When trains run on time and when services aren’t interrupted by ‘leaves on the line’ or ‘ice on the track’, rail travel is the most efficient mode of transport for passengers and freight. It’s also the least stressful. Letting the ‘train take the strain’, to coin a one-time advertising slogan, beats sitting in motorway jams or queuing at airports.
But the rail network needs to become even better if it is to transport us speedily, sustainably and safely into the coming decades.
The UK rail industry has a clear vision for transforming the railways over the next 30 years. And the work we do is at the heart of that vision.
To satisfy existing rail customers and attract new passenger and freight business, the industry needs to improve its performance by eliminating perennial problems, cutting costs and becoming more resilient and energy-efficient.
As a world-leading research hub, the Birmingham Centre for Railway Research and Education (BCRRE) uses pioneering technologies to find solutions to present and potential problems that could prevent railways from running full steam ahead in the coming decades. Many of the crucial research requirements contained in the industry’s Rail Technical Strategy (RTS) is being carried out in our laboratories.
And not just in the labs: many of our inventions are being tested on trains and rail networks around the world.
Several universities conduct railway research, but we are the only one in the UK that covers the entire engineering spectrum. What is more, some of the research we do – led by Director of Research Professor Clive Roberts – is the very best of kind in the country.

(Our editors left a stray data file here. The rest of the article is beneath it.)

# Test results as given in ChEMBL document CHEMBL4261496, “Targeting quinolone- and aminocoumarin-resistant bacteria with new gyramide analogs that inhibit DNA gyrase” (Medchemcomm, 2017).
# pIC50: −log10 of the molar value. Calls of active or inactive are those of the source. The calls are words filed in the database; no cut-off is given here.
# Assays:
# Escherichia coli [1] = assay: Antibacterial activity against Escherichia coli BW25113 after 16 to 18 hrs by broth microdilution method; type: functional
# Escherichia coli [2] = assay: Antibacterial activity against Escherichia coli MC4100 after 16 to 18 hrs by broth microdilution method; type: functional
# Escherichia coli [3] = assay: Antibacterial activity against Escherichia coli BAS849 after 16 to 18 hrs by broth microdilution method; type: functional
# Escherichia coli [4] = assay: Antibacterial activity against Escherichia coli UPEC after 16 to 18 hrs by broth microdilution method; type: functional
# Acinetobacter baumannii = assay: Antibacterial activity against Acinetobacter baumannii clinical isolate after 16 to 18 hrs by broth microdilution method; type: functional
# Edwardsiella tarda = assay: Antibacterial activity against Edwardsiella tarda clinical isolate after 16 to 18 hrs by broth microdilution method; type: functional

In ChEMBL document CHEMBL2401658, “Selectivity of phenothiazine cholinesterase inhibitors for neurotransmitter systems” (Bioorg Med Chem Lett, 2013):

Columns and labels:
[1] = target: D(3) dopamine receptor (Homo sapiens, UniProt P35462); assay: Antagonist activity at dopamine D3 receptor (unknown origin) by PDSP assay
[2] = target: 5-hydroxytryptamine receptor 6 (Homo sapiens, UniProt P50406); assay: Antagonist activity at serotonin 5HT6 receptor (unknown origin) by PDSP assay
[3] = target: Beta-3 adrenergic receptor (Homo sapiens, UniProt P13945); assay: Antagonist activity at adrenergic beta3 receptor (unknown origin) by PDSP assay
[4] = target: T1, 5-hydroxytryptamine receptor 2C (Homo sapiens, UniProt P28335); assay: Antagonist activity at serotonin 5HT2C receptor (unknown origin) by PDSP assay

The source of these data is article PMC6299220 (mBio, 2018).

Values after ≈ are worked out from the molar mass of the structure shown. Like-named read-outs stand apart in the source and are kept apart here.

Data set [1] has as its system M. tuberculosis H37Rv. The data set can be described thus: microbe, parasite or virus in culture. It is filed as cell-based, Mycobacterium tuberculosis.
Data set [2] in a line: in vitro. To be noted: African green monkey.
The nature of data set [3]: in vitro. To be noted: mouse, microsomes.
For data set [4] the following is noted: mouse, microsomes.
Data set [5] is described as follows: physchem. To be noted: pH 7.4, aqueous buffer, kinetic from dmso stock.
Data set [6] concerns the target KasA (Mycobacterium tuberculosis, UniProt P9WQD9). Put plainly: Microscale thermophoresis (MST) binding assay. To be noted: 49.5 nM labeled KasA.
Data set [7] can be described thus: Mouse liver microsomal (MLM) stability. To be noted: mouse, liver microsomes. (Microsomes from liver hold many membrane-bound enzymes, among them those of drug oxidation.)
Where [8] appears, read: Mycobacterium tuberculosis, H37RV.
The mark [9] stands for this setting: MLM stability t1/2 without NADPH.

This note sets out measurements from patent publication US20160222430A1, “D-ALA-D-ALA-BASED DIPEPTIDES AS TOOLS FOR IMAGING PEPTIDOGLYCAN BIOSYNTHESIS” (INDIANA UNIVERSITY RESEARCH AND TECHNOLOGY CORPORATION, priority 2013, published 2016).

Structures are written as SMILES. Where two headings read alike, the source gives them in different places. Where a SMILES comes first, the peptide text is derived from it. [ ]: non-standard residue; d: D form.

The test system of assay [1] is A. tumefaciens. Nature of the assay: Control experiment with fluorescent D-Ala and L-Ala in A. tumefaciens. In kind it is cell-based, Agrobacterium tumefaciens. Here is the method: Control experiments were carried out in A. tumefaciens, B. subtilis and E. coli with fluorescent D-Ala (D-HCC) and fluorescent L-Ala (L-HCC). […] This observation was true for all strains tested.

Bringing together a multi-disciplinary team from across the University of Birmingham – along with other universities and national and international industry partners – our focus is to address fundamental railway engineering problems.
We combine analysis, simulation and measurement to find ways to counter difficulties in the long-term. Here are just a few of the areas of research in which we lead the way – and which are already having an important beneficial impact on the industry:
Used typically in a mass or rapid transit system, a third rail provides electric power to a train through a rigid conductor alongside or between the rails of a track. It works well until the third rail goes out of alignment or when affected by ice and snow. We work on winter preparation with Network Rail to find effective ways to overcome problems caused by ice and snow, such as developing chemical products. We have devised a computerised in-service third rail condition monitoring system to measure the forces and movements of the third rail, which is now being tested on a Southern Railway train.
Robotic railway inspection